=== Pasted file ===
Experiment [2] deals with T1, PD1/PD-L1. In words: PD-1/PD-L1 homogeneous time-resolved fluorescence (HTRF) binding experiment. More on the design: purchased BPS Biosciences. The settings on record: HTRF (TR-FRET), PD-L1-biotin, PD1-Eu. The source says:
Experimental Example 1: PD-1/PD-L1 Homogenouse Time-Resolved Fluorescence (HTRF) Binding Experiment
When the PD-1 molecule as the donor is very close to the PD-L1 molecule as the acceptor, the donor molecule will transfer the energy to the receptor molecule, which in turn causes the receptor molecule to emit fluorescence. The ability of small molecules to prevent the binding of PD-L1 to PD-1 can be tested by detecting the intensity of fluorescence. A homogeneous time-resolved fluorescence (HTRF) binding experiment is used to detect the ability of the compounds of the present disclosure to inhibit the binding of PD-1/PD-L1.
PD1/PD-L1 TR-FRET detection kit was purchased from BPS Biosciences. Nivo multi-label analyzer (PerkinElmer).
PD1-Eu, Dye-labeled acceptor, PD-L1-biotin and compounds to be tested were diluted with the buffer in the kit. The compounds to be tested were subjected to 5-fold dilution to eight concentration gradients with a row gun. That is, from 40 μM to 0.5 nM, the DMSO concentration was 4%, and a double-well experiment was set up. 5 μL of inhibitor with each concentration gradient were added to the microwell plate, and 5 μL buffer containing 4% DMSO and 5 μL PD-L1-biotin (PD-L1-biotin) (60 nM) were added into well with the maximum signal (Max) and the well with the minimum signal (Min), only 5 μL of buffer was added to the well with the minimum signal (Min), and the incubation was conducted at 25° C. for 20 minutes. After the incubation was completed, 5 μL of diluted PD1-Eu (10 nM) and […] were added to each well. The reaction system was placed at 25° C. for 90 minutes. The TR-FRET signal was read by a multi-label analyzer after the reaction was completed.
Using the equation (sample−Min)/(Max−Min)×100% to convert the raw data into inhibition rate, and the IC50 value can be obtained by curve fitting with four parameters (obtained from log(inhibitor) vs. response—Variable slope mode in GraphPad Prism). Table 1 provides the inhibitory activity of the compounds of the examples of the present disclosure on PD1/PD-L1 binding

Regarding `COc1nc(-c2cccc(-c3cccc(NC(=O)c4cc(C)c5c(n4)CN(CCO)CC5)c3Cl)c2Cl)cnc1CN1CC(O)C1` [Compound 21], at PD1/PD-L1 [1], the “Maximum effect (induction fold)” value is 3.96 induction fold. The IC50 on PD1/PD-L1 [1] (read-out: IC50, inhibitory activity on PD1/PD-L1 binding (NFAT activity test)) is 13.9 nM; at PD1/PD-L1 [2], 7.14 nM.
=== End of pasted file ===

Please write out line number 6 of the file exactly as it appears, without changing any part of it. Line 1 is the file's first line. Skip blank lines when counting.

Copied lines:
Using the equation (sample−Min)/(Max−Min)×100% to convert the raw data into inhibition rate, and the IC50 value can be obtained by curve fitting with four parameters (obtained from log(inhibitor) vs. response—Variable slope mode in GraphPad Prism). Table 1 provides the inhibitory activity of the compounds of the examples of the present disclosure on PD1/PD-L1 binding